Rate Law Slopes


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Aiden Metzner 2C
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Joined: Wed Sep 18, 2019 12:21 am

Rate Law Slopes

Postby Aiden Metzner 2C » Thu Mar 05, 2020 11:00 pm

In lecture it seemed like professor said that k is always the slope of the graph of the rate. Is this true for zero order, first order, and second order reactions. Or is it only true for zero order?

Katie Bart 1I
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Joined: Sat Aug 24, 2019 12:16 am

Re: Rate Law Slopes

Postby Katie Bart 1I » Thu Mar 05, 2020 11:05 pm

The second order graph has a slope of k, and the zero order graph has a slope of -k. For the first order, sometimes the graph is exponential, but the slope is equal to k if ln(A) is on the y axis.

Jessica Li 4F
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Joined: Fri Aug 09, 2019 12:16 am

Re: Rate Law Slopes

Postby Jessica Li 4F » Fri Mar 06, 2020 9:50 am

For a zero order reaction, if you just plot [A] over time, it should be a straight line, and -k will be the slope. For other order reactions, the graphs will not be straight lines, so you cannot determine k (the slope) unless you take either the ln[A] of the reaction for a first order reaction, in which k will be the slope, or 1/[A] for a second order reaction.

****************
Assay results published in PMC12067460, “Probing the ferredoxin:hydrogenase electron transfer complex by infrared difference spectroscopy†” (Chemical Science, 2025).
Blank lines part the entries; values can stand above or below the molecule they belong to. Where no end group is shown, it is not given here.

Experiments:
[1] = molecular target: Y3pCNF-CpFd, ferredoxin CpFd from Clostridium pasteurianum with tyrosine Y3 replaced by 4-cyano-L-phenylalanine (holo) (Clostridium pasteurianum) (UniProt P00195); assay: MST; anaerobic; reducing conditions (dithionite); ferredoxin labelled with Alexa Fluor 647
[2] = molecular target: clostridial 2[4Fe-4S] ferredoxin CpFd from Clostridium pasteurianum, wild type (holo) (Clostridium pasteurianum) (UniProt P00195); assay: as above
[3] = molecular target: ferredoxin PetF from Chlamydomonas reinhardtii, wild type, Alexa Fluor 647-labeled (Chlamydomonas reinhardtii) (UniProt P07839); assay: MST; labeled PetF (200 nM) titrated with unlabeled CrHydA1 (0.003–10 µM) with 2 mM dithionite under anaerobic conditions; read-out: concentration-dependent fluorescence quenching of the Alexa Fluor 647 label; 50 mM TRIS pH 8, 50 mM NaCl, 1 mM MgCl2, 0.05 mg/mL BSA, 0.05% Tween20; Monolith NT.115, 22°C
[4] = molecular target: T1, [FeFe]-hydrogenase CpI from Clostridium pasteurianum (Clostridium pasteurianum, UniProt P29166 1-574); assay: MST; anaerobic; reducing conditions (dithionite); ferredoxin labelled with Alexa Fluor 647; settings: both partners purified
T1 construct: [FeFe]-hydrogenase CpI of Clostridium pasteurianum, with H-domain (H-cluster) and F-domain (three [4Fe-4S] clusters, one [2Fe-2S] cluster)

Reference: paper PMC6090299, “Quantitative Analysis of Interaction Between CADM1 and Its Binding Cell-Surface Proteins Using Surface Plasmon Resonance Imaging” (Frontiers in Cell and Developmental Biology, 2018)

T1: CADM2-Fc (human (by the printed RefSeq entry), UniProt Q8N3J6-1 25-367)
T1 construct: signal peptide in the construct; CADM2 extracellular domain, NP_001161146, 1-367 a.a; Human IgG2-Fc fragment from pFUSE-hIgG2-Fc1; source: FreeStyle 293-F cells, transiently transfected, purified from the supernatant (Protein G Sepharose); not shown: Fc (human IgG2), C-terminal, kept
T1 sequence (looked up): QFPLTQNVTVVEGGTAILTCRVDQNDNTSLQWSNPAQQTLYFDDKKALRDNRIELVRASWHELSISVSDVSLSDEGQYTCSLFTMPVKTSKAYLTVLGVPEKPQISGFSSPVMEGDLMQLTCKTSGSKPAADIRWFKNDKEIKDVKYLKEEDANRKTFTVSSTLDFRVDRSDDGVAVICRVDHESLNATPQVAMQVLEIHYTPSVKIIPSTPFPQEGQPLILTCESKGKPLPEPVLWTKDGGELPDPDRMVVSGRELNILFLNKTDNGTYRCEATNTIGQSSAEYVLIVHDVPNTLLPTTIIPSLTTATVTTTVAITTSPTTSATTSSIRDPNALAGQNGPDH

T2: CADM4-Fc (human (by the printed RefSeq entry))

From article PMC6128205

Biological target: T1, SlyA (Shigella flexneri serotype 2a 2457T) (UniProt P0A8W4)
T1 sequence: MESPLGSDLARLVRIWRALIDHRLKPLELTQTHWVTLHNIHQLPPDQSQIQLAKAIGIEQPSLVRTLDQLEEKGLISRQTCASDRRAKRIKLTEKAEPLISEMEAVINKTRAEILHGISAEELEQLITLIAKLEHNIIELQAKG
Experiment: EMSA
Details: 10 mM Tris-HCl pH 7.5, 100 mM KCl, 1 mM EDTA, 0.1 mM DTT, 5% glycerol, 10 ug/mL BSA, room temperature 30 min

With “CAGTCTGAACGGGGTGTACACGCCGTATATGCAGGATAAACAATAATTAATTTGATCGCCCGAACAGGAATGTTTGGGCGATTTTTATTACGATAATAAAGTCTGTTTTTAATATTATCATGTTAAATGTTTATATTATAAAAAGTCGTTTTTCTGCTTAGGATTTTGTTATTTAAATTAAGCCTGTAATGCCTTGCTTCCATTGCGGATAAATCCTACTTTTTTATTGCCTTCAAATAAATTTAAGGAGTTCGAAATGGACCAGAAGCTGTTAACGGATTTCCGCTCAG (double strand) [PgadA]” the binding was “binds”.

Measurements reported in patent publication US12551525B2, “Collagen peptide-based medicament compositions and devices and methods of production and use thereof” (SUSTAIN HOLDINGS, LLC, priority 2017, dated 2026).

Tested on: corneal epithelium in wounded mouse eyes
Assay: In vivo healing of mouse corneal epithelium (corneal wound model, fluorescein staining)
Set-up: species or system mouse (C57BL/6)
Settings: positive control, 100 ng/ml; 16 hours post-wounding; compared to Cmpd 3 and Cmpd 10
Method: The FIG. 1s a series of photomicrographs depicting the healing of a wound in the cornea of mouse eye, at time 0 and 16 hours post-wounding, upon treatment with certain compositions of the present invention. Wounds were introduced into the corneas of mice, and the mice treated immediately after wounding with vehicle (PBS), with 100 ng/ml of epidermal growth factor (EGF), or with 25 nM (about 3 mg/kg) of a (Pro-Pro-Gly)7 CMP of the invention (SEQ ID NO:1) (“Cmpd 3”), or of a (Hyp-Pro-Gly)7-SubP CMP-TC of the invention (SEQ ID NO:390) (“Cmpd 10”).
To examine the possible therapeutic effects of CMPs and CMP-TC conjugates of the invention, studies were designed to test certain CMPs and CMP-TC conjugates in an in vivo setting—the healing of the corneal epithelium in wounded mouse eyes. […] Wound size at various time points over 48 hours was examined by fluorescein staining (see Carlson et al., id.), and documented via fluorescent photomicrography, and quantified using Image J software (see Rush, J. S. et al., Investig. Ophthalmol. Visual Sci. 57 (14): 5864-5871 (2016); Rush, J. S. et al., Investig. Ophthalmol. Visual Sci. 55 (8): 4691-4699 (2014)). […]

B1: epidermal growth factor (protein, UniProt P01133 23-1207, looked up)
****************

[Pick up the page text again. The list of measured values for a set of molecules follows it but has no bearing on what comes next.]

This helps you tell what order a reaction is.

Mariah
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Joined: Fri Aug 02, 2019 12:16 am

Re: Rate Law Slopes

Postby Mariah » Fri Mar 06, 2020 11:08 am

Aiden Metzner 2C wrote:In lecture it seemed like professor said that k is always the slope of the graph of the rate. Is this true for zero order, first order, and second order reactions. Or is it only true for zero order?


There is a great diagram in the book explaining this, I believe it is on page 608.


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